“The optimist sees the donut, the pessimist sees the hole.”
– Oscar Wilde
– Oscar Wilde
I’ve read and loved a few Maugham novels without realising that he also excelled at short stories. This is the first one of a four volume collection, which I’ll no doubt complete one day as I love both short stories and Maugham’s brilliant writing. As in any collection, the quality varies somewhat, but most entries are great little gems of economical, elegant storytelling.
The thirty stories contained in the volume are grouped together by geography, as they move from the islands of the Pacific Ocean to England, France, Spain and back to Borneo. They vary wildly in length – some stories take up forty pages and others stop at four – and in tone, with some stories light-hearted and dryly comical, almost resembling a witty punchy epigram, while others are almost luridly tragic.
I first saw Gogol Bordello almost exactly eight years ago, and that was honestly one of the most fun and memorable gigs I’ve been to. So when this rowdy transcontinental gypsy-punk eight-piece collective showed up in Melbourne once again, I jumped at the chance to catch them in concert.
Yeah I was one of the many people who went to see The Dark Knight at the cinema without ever watching Christopher Nolan’s first installment in his dark and gritty Batman trilogy. Almost thirteen years later is still better than never I guess.
A brutal and confessional break-up record; excellent second album from a genre-mashing sister duo.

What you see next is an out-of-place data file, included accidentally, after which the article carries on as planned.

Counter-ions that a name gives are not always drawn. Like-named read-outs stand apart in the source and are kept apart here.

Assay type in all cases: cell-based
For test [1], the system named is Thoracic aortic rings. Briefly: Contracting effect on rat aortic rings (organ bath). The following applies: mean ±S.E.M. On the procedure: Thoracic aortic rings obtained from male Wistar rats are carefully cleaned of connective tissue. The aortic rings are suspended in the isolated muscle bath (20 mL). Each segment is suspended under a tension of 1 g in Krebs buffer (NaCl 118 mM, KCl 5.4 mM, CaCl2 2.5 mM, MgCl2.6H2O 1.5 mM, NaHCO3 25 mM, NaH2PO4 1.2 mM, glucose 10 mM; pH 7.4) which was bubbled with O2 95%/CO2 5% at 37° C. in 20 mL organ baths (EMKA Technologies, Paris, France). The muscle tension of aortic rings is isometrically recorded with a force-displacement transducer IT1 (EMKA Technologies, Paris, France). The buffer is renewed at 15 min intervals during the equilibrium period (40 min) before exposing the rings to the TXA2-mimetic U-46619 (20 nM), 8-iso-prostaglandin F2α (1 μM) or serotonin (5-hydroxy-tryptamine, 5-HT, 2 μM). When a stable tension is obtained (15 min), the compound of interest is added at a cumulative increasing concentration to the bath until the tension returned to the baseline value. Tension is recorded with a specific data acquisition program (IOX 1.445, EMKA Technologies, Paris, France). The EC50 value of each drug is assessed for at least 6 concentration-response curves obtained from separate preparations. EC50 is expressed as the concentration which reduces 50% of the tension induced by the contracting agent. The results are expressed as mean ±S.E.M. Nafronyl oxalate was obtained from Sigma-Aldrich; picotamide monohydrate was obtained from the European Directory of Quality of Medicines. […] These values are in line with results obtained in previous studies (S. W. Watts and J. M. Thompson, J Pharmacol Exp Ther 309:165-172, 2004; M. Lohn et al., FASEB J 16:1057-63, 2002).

No I’m not talking about the large subspecies of brown bear inhabiting North America, but rather the American indie rock band, whose live show at the Melbourne Zoo grounds I got to enjoy.
I finally watched the film considered by some to be Citizen Kane of bad movies, Tommy Wiseau’s infamous The Room. Yes I can see why it’s become a cult classic instead of sinking into the obscurity many other, less inspired terrible movies are usually consigned to.
Another one for the book club. I’ve actually read this dystopian novel some years ago, but I was happy to revisit Atwood’s nightmarish yet highly imaginative envisioning of the future where messing with nature comes to a no good, very bad end for the human race.
This is not a spoiler, since the book opens in the post-apocalyptic future where the world’s population has been wiped out, and follows what could be the last human survivor who calls himself Snowman. The only other inhabitants are a mysterious new breed of humans called Children of Crake: physically flawless and beautiful, lacking sexual drive and violent impulses, unable to create art or technology, devoid of envy, anger and existential angst. Despite their reverence for Snowman, his chances of survival look pretty grim, with the dwindling supplies and no real weapon to protect himself against the genetically engineered animals now running amok (including some nasty mutant pigs you wouldn’t want to meet in a dark narrow alley).